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Mick Jagger on ‘Tattoo You’ marketing promo video, 1981
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Tattoo You conclusively proved that stuck-in-the-back-of-the-fridge-and-about-to-expire-warmed-over Stones was better than most rockers of the 80s could produce in their wildest dreams.
The origins of the album are unusual, to say the least. According to Keith Richards, “The thing with Tattoo You wasn’t that we’d stopped writing new stuff, it was a question of time. We’d agreed we were going to go out on the road and we wanted to tour behind a record. There was no time to make a whole new album and make the start of the tour.” Hmm. A glance at the timeline tells us that there was plenty of time to record a new release: they’d wrapped up recording for Emotional Rescue in October 1979, played a couple of launch parties for that album in 1980 and a stray gig here and there. The only possible conclusion you can draw from Keith’s explanation is that The Stones needed serious training in time management and event planning.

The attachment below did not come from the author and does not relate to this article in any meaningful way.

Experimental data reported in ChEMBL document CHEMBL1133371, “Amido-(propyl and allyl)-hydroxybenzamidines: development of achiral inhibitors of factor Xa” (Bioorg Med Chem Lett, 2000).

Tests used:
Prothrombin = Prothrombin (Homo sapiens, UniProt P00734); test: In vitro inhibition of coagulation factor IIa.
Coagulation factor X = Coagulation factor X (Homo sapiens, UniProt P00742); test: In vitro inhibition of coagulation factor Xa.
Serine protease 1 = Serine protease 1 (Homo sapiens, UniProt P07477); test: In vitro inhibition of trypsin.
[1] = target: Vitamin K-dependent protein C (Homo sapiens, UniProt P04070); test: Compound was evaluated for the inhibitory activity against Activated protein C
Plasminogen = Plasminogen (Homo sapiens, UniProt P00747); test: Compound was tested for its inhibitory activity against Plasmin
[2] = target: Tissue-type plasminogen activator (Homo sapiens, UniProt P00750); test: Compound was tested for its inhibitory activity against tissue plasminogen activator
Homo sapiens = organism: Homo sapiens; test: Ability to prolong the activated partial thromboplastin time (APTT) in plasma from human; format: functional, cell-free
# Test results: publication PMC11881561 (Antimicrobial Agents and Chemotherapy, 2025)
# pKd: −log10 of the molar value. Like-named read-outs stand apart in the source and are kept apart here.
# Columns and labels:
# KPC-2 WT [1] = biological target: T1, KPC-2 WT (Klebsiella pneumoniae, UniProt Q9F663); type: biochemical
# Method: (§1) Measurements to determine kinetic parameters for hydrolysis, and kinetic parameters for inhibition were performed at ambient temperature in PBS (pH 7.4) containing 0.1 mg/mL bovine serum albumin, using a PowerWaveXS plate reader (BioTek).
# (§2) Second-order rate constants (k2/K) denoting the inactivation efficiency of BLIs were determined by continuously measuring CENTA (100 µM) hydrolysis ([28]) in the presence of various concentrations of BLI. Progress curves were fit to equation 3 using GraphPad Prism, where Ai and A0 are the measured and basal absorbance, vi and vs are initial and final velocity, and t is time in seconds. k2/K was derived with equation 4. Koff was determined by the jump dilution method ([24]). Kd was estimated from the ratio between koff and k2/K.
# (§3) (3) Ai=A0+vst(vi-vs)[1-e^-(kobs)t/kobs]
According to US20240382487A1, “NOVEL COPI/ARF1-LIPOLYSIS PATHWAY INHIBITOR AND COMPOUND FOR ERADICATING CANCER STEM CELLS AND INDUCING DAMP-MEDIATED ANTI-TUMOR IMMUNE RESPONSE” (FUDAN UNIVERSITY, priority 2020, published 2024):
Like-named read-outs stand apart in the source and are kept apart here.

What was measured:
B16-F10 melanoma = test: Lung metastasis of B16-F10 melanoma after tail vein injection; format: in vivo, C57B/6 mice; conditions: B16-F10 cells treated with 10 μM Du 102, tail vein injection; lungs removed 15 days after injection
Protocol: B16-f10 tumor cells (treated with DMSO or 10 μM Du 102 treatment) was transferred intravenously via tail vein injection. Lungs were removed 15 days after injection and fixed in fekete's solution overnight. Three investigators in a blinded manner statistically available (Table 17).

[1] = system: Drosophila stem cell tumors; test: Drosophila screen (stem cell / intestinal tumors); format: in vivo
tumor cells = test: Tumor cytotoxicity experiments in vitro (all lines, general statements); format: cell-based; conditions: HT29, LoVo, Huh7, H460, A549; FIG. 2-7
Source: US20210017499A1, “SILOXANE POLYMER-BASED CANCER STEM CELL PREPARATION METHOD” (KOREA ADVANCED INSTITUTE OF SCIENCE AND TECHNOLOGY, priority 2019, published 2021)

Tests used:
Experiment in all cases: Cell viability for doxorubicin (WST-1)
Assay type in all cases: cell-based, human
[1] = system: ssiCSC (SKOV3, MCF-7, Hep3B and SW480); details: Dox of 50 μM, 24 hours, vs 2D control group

Keith’s recollections were contradicted by the guy most intimately involved in cobbling the album together—associate producer Chris Kimsey. “Tattoo You really came about because Mick and Keith were going through a period of not getting on. There was a need to have an album out, and I told everyone I could make an album from what I knew was still there.” Kimsey rummaged through outtakes and unfinished tracks dating back to Goats Head Soup then handed over the batch to the Stones for overdubs, fills, add-ons and one fabulous guest star.
Sure sounds like a funny way to make an album, but Tattoo You was the first Rolling Stones album to earn a Grammy.Okay, the Grammy was for the album cover, but still . . .
It is a great cover, but what’s inside is pretty good, too. Side one features The Stones at their best, dishing out great R&B-driven rock & roll. Side two is devoted to slow and mid-tempo stuff, and though it isn’t nearly as exciting as side one, it does contain a couple of gems (along with some yawners).
(Ref. marketing video)
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